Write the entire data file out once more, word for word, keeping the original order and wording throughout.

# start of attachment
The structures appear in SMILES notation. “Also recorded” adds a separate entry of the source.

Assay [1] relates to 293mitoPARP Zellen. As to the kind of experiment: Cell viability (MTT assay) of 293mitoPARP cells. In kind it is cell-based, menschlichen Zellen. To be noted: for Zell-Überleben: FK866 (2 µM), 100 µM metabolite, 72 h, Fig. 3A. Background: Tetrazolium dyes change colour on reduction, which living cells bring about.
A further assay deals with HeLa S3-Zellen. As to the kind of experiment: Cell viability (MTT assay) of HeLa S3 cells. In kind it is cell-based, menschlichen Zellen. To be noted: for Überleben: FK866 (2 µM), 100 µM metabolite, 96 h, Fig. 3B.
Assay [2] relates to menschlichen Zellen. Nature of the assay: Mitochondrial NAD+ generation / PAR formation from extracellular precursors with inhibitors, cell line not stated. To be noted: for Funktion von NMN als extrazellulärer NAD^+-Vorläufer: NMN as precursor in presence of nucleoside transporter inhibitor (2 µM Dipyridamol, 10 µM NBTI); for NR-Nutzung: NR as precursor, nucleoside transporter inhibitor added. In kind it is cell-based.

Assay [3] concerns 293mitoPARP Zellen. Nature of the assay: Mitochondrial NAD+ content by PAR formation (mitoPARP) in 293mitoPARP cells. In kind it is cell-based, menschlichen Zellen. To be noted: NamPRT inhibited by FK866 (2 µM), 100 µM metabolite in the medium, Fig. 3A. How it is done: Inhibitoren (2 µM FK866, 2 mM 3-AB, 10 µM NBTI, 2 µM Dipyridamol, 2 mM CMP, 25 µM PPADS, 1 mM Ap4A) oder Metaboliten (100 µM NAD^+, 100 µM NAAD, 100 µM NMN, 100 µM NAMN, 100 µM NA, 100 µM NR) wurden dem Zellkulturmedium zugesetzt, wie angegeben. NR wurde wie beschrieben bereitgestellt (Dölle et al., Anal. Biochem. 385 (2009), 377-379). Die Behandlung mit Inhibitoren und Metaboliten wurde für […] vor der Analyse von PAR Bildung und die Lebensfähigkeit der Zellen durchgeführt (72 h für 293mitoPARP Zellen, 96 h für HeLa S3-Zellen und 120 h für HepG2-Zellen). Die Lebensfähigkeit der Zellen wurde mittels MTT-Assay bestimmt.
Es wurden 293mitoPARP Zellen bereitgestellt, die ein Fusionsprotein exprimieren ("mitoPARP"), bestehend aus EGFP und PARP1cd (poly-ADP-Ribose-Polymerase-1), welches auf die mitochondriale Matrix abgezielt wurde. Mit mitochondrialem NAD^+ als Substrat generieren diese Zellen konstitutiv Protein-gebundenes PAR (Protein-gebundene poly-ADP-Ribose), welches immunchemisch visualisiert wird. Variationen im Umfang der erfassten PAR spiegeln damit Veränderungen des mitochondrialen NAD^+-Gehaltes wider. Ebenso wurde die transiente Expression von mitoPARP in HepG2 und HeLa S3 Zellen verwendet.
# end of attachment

The structures appear in SMILES notation. “Also recorded” adds a separate entry of the source.

Assay [1] relates to 293mitoPARP Zellen. As to the kind of experiment: Cell viability (MTT assay) of 293mitoPARP cells. In kind it is cell-based, menschlichen Zellen. To be noted: for Zell-Überleben: FK866 (2 µM), 100 µM metabolite, 72 h, Fig. 3A. Background: Tetrazolium dyes change colour on reduction, which living cells bring about.
A further assay deals with HeLa S3-Zellen. As to the kind of experiment: Cell viability (MTT assay) of HeLa S3 cells. In kind it is cell-based, menschlichen Zellen. To be noted: for Überleben: FK866 (2 µM), 100 µM metabolite, 96 h, Fig. 3B.
Assay [2] relates to menschlichen Zellen. Nature of the assay: Mitochondrial NAD+ generation / PAR formation from extracellular precursors with inhibitors, cell line not stated. To be noted: for Funktion von NMN als extrazellulärer NAD^+-Vorläufer: NMN as precursor in presence of nucleoside transporter inhibitor (2 µM Dipyridamol, 10 µM NBTI); for NR-Nutzung: NR as precursor, nucleoside transporter inhibitor added. In kind it is cell-based.

Assay [3] concerns 293mitoPARP Zellen. Nature of the assay: Mitochondrial NAD+ content by PAR formation (mitoPARP) in 293mitoPARP cells. In kind it is cell-based, menschlichen Zellen. To be noted: NamPRT inhibited by FK866 (2 µM), 100 µM metabolite in the medium, Fig. 3A. How it is done: Inhibitoren (2 µM FK866, 2 mM 3-AB, 10 µM NBTI, 2 µM Dipyridamol, 2 mM CMP, 25 µM PPADS, 1 mM Ap4A) oder Metaboliten (100 µM NAD^+, 100 µM NAAD, 100 µM NMN, 100 µM NAMN, 100 µM NA, 100 µM NR) wurden dem Zellkulturmedium zugesetzt, wie angegeben. NR wurde wie beschrieben bereitgestellt (Dölle et al., Anal. Biochem. 385 (2009), 377-379). Die Behandlung mit Inhibitoren und Metaboliten wurde für […] vor der Analyse von PAR Bildung und die Lebensfähigkeit der Zellen durchgeführt (72 h für 293mitoPARP Zellen, 96 h für HeLa S3-Zellen und 120 h für HepG2-Zellen). Die Lebensfähigkeit der Zellen wurde mittels MTT-Assay bestimmt.
Es wurden 293mitoPARP Zellen bereitgestellt, die ein Fusionsprotein exprimieren ("mitoPARP"), bestehend aus EGFP und PARP1cd (poly-ADP-Ribose-Polymerase-1), welches auf die mitochondriale Matrix abgezielt wurde. Mit mitochondrialem NAD^+ als Substrat generieren diese Zellen konstitutiv Protein-gebundenes PAR (Protein-gebundene poly-ADP-Ribose), welches immunchemisch visualisiert wird. Variationen im Umfang der erfassten PAR spiegeln damit Veränderungen des mitochondrialen NAD^+-Gehaltes wider. Ebenso wurde die transiente Expression von mitoPARP in HepG2 und HeLa S3 Zellen verwendet.